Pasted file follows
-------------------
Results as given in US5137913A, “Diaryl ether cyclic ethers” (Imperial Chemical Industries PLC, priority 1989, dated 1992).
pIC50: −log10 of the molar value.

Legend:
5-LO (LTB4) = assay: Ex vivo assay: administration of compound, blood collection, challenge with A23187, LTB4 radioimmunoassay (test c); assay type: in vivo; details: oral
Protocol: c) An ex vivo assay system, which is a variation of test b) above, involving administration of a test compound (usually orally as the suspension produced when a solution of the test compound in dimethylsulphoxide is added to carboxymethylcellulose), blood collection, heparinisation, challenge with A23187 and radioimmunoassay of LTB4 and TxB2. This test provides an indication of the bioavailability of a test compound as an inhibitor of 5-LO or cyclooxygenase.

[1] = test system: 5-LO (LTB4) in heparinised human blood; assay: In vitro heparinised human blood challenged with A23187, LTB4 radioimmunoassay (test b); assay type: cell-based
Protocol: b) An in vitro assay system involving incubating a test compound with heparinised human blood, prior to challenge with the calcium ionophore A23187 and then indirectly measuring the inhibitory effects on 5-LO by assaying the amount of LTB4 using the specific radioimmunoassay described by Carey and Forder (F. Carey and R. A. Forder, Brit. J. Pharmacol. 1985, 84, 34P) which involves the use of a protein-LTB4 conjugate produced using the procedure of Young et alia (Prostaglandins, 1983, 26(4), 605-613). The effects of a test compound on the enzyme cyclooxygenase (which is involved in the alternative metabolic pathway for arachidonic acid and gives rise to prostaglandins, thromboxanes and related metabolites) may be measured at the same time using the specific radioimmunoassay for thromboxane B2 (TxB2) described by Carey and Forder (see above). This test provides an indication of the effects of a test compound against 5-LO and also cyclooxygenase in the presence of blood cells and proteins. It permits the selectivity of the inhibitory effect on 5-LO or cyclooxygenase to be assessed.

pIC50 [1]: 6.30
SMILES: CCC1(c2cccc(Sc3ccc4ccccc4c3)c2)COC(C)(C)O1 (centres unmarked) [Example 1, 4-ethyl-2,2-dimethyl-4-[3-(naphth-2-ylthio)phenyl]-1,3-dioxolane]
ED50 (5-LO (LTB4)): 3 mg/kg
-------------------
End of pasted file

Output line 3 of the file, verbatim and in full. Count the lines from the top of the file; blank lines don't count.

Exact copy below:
Legend: